Last time I insisted that it's not what you think. This time... Yeah, it's pretty bad.
A/N: Spoilers for the entire season are in this review.
Yes, I'm still watching this unironically. And I still maintain that the first season is better than most would expect an anime made to sell a card game to be. That season is a great example of how a commercially-driven show can still treat its characters and story with a level of respect, even though it was still quite silly at times. Cardfight has a strange charm, and you'll know right away whether you'll like it or not. Unfortunately, a lot of what made me fall in love with the series is missing or significantly reduced in this sequel, which is honestly a shame.
Based off of Bushiroad's increasingly popular trading card game of the same name, Cardfight Vanguard follows main character Aichi and his friends' continuing adventures in the competitive Cardfight world. The feel of the series is still extremely similar to Yu-Gi-Oh, but adopts some of its more ridiculous practices this season, which I'll get to later. At the beginning of this season, Aichi is approached by a mysterious boy who switches out Aichi's Royal Paladin/Shadow Paladin deck for a new deck clan called Gold Paladin (take a wild guess what had just appeared in stores). He's told that his former clans have been "sealed," and the only way he can get them back is to win the new worldwide Cardfight tournament known as the Asia Circuit. After this encounter, none of his friends can remember the old clans, so Aichi decides to take on the Asia Circuit to get some answers.
From there on out, the show is basically a long tournament arc with more blatant commercial aspects than before. Of course, the entire point of the show has always been to sell cards, but the first season had an emphasis on enjoying the game however you wanted to, as long as you were having fun. Here, the focus is on which card is the strongest, the coolest looking, or has the best attack. The new skill, Limit Break, is portrayed as as stronger than anything from season one (despite real life Cardfight Tournaments proving otherwise) which takes the focus away from strategy and turns it into a damage-points fest. Also, this season pulls my least favorite Yu-Gi-Oh trick; getting new cards from thin air that have just the right ability that the character needed. It is very disappointing to watch after the relatively realistic handling of the game mechanics in the first season.
With the focus now solely on "buy our stuff," the plot and characters suffer a lot as well. Many characters becoming sideline acts even in their own matches; summary fights make up a majority of what is shown if it's not a new card or clan. Kai bows out of the majority of the season, and Ren, the former villain who made a creepy example of Psyqualia, is reduced to an airhead. Misaki is portrayed as useless since her clan doesn't have a Limit Break upgrade, and Kamui's screen time is mostly devoted to fending off the unwanted advances of Nagisa, which gets older far faster than it did in the first season (and that's saying something). The new characters don't fare much better, since they don't have a lot of time to be anything but one note.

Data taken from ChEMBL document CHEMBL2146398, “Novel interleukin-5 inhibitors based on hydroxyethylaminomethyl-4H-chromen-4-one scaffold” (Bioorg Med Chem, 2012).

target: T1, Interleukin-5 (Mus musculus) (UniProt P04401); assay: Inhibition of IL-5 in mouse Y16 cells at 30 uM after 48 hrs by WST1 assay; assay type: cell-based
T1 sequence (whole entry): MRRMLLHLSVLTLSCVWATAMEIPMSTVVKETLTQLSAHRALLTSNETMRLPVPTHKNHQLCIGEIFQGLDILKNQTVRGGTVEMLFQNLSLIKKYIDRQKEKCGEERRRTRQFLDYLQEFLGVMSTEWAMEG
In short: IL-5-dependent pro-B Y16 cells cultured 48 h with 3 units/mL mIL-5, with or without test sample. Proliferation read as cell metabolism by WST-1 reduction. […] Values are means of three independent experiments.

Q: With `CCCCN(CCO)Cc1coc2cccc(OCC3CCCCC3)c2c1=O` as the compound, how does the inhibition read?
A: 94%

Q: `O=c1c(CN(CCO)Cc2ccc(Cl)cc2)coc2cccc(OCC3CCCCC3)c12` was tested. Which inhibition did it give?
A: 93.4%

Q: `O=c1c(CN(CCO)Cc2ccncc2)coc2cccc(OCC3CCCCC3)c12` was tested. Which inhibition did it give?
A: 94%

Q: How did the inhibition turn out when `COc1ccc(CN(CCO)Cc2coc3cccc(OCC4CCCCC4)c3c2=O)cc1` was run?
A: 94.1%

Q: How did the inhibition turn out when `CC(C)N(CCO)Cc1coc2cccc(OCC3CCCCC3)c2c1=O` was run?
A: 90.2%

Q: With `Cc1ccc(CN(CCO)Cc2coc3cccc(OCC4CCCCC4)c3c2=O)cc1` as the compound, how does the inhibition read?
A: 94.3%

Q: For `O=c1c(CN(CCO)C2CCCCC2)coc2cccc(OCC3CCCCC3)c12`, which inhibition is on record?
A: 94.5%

The slight exception to this is Leon, but his character seems to exist to justify a number of bad plot decisions, so it's not much better. His backstory is that his ancestors once ruled the world with a sea-based Cardfight clan but they were sealed away. The family lost all its power and were marooned on an island with no wind, which meant they couldn't leave. ...Had they never heard of oars? Actually, the entire existence of this backstory blows a lot of holes in the premise of the show, which isn't something you want for a show meant to sell cards. How do you rule the world with a card game? Are we even closer to Yu-Gi-Oh than I thought, with the cards granting magic powers? What causes a clan to be "sealed," other than generic evil and a new card pack being released in real life? My point is, I shouldn't be wondering about all these things when I'm watching the show unless I'm deliberately trying to make fun of it. The show should not bring this up itself with a badly crafted backstory.
Putting that aside for now, the last few episodes feel like someone on the writing staff suddenly realized that there was a plot still left unresolved, so the tournament is very quickly wrapped up to suddenly introduce an evil that is poised to take over the world. This "evil" was never mentioned or alluded to throughout the season, so it's painted in the broadest of brushstrokes. The final battle takes place in a generic wasteland that was clearly meant to save money so that the card units could be animated properly, but the production values still take a huge blow, looking downright ridiculous at times.
Questions in the same vein as the ones above also crop up thanks to this unexplained plot development. What exactly is the planet Cray? What's it's connection to the world other than the Cardfight game? Why did everyone spontaneously forget about Psyqualia only to remember how it works at the last second? I was willing to accept a lot of what happened in the first season because it was kept relatively simple, implying that Cray is some kind of mirror world that people with Psyqualia can connect to. Here, the lack the world building works against the show, making interesting ideas shallow in retrospect.
As much as I like this show, this season felt like a waste of time. A lot of what changed my mind about the series the first time around is gone or reduced. Fortunately, many Japanese fans as well as the community at large has voiced their disappointment with this season, and going off of the promotional materials for the next season, a lot of changes have been made. I hope that they turn out for the best, because I would hate to see this series continue to take a fall after a great opening.
Images from Crunchyroll.com.